Anyway, I learned a lot in the first 17 years of my life, but she was the one who made me realize that learning to be comfortable in your own skin is just about the best thing you can learn to do. It can be debated that the ability to love others is higher on the list, but I've seen insecure people who Love, and it always feels like a desperate act to just have it reciprocated. Just my opinion. The point is she showed me a strength I longed for enough to work on it, and I have credited her with the birth of my spine everyday for the last 25 years.

After Freshman year we moved into different living spaces and only occasionally ran into each other on campus, but an art class in our Junior year threw us back into the same room for 6 hours a week. This time we became instant friends.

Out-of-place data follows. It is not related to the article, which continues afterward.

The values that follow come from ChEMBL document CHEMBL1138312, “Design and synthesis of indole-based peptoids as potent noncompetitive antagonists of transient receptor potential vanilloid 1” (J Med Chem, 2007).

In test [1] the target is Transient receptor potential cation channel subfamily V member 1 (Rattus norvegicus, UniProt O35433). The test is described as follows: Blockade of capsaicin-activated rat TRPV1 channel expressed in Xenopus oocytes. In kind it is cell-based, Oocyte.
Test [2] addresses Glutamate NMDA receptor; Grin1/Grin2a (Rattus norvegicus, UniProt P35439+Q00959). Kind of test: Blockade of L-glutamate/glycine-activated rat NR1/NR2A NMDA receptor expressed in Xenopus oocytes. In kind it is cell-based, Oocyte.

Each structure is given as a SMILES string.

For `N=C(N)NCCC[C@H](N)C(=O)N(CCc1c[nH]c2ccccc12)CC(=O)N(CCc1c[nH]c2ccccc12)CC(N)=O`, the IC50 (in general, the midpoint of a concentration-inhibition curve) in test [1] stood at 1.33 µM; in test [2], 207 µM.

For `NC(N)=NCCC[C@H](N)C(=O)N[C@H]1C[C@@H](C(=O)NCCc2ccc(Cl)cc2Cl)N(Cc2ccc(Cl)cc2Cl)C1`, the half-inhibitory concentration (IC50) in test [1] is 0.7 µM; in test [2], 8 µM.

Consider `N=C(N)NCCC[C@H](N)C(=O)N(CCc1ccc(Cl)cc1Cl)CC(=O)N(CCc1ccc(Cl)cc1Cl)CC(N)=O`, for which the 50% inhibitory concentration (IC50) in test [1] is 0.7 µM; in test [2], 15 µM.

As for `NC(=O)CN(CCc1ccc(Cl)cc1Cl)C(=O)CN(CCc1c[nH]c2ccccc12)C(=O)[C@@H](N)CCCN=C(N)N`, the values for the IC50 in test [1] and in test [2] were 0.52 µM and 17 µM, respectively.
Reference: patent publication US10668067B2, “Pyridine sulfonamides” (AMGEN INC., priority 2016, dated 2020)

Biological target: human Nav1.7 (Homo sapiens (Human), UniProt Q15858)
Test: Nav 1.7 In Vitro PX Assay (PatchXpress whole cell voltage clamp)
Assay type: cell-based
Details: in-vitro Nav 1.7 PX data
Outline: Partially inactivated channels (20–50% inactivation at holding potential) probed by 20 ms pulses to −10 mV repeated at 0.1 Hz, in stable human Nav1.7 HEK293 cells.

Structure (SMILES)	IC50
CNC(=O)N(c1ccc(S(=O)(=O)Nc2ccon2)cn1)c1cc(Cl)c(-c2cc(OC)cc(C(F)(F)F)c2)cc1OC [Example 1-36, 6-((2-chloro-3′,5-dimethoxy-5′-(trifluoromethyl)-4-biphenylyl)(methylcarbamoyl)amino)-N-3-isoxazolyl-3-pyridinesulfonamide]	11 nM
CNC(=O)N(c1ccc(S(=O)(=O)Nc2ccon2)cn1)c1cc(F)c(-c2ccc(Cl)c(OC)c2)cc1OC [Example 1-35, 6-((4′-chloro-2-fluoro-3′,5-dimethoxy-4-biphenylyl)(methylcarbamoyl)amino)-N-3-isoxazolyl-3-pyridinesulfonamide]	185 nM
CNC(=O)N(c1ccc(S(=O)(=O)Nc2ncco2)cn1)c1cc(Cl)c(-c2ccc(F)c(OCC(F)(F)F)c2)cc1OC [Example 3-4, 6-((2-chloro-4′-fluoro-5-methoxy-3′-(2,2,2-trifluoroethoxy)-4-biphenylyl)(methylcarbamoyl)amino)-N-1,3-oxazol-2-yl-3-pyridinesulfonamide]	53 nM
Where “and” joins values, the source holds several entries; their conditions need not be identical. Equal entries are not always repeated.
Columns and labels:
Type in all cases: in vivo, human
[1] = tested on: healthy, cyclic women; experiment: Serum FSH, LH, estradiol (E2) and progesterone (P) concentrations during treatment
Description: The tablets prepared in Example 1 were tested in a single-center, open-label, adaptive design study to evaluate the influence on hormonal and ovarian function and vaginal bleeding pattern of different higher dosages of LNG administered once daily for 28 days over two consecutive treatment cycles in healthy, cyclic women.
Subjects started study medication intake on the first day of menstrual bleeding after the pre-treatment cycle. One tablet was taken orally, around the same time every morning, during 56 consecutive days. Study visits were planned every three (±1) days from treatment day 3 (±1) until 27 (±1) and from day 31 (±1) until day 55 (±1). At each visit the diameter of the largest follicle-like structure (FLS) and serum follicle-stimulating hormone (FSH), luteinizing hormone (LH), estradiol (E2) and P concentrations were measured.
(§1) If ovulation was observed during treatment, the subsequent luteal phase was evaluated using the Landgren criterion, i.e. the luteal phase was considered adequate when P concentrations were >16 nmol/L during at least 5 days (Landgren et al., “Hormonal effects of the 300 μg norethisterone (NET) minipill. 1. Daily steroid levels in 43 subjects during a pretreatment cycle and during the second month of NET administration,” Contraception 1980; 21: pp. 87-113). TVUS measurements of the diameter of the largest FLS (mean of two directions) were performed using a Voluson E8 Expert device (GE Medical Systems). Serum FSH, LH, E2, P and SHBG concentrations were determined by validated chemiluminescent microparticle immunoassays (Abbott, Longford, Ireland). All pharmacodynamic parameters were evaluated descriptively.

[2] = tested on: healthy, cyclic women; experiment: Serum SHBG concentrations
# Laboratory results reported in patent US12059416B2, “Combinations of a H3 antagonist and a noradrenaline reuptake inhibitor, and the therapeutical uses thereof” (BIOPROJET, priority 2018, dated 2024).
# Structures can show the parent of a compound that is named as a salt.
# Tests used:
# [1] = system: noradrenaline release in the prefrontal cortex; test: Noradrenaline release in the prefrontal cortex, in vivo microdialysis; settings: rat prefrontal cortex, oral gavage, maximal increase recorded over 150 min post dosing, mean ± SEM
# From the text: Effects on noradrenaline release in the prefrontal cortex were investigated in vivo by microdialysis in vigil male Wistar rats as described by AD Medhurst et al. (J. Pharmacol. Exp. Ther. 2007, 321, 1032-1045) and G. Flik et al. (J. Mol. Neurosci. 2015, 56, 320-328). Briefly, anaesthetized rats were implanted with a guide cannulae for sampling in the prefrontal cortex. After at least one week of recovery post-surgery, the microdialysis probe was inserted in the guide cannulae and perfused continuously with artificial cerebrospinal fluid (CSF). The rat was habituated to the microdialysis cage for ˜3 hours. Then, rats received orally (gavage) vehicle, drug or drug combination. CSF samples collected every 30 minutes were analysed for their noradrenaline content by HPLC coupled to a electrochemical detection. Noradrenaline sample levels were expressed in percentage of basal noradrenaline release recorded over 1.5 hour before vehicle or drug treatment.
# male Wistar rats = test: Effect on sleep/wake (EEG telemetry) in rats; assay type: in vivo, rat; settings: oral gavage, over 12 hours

We spent our days skipping class together at a local pizzeria and our nights smoking our faces off at the Campus Pub. We laughed about the fact that no matter how broke we were, we always managed to find the cash to have lunch together or rent a car and road trip 7 hours to Toronto to see a taping of Kids in the Hall with fake press passes that would get us interviews with Dave Foley and Scott Thompson. Having finally caught up to her and being the proud owner of my own permanent fake lateral incisor, we asked each other to make sure there was no food caught in our mirror image fake teeth. We compared our spooky family witch stories and griped about our mothers' inabilities to manage their money. Boyfriends were required to accept our presence together at all times except during sex, and to this day I still use the brand of tampon she kept in her bathroom. We knew almost everything there was to know about one another and told people we shared a brain. We joked that the movie Beaches was about us.